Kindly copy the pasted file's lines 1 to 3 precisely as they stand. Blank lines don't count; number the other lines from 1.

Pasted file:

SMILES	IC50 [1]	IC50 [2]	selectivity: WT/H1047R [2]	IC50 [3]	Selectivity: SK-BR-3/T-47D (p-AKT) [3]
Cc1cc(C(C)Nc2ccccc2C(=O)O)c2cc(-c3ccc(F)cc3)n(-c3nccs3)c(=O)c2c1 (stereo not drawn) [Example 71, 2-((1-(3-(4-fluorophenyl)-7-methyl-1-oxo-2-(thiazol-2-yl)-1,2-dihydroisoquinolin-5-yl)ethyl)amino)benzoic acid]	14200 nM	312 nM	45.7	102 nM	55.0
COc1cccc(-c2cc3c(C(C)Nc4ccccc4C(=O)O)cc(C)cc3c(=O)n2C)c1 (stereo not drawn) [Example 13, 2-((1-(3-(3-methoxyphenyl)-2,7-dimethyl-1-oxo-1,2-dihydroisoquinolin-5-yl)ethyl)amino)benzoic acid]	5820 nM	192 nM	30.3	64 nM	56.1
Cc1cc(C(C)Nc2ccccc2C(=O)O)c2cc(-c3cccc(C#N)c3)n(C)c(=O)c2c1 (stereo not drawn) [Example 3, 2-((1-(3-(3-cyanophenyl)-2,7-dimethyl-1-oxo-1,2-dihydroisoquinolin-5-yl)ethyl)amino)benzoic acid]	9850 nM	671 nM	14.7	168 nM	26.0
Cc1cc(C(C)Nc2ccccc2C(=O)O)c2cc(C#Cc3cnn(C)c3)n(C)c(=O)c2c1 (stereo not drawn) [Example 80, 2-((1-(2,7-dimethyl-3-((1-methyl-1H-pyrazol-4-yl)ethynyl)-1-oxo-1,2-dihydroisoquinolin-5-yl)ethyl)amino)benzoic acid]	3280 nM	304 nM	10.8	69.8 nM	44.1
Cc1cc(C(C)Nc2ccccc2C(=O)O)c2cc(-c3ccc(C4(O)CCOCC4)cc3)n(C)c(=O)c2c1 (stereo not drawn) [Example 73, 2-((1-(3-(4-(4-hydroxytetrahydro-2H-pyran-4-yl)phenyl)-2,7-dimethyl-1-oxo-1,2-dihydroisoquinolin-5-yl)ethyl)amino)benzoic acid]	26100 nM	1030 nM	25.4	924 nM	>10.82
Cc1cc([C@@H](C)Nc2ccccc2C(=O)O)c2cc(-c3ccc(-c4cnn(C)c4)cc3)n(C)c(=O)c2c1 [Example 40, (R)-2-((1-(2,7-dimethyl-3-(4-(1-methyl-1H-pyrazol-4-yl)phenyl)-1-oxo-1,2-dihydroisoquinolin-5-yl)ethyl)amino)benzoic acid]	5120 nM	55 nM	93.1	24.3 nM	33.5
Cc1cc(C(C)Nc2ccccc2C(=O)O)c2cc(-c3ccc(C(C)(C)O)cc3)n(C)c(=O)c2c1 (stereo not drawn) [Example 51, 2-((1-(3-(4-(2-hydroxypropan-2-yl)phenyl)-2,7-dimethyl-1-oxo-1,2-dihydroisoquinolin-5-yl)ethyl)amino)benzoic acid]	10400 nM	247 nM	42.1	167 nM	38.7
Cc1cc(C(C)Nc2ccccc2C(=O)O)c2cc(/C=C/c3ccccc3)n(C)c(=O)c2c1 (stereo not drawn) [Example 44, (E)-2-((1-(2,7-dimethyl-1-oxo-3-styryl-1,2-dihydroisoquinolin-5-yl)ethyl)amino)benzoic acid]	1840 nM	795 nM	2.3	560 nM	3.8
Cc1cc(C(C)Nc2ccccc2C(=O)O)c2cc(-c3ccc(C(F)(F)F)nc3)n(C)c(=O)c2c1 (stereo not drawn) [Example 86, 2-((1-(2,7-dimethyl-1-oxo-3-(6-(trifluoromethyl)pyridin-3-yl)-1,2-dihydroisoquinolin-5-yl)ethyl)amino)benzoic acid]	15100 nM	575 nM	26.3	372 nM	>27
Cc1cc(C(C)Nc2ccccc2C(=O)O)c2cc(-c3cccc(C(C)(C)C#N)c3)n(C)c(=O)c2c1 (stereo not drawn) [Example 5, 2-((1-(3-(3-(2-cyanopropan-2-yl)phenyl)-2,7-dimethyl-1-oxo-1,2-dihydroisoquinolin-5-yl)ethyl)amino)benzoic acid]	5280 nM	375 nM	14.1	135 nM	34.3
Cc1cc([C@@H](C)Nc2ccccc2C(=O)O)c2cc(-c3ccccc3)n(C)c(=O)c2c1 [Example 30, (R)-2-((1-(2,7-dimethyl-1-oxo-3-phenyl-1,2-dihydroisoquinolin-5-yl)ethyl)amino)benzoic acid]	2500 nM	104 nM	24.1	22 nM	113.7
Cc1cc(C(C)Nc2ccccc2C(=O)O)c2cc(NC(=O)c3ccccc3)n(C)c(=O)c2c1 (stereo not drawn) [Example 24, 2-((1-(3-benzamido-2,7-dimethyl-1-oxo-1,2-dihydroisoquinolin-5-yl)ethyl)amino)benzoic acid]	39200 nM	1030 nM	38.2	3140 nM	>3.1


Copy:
SMILES	IC50 [1]	IC50 [2]	selectivity: WT/H1047R [2]	IC50 [3]	Selectivity: SK-BR-3/T-47D (p-AKT) [3]
Cc1cc(C(C)Nc2ccccc2C(=O)O)c2cc(-c3ccc(F)cc3)n(-c3nccs3)c(=O)c2c1 (stereo not drawn) [Example 71, 2-((1-(3-(4-fluorophenyl)-7-methyl-1-oxo-2-(thiazol-2-yl)-1,2-dihydroisoquinolin-5-yl)ethyl)amino)benzoic acid]	14200 nM	312 nM	45.7	102 nM	55.0
COc1cccc(-c2cc3c(C(C)Nc4ccccc4C(=O)O)cc(C)cc3c(=O)n2C)c1 (stereo not drawn) [Example 13, 2-((1-(3-(3-methoxyphenyl)-2,7-dimethyl-1-oxo-1,2-dihydroisoquinolin-5-yl)ethyl)amino)benzoic acid]	5820 nM	192 nM	30.3	64 nM	56.1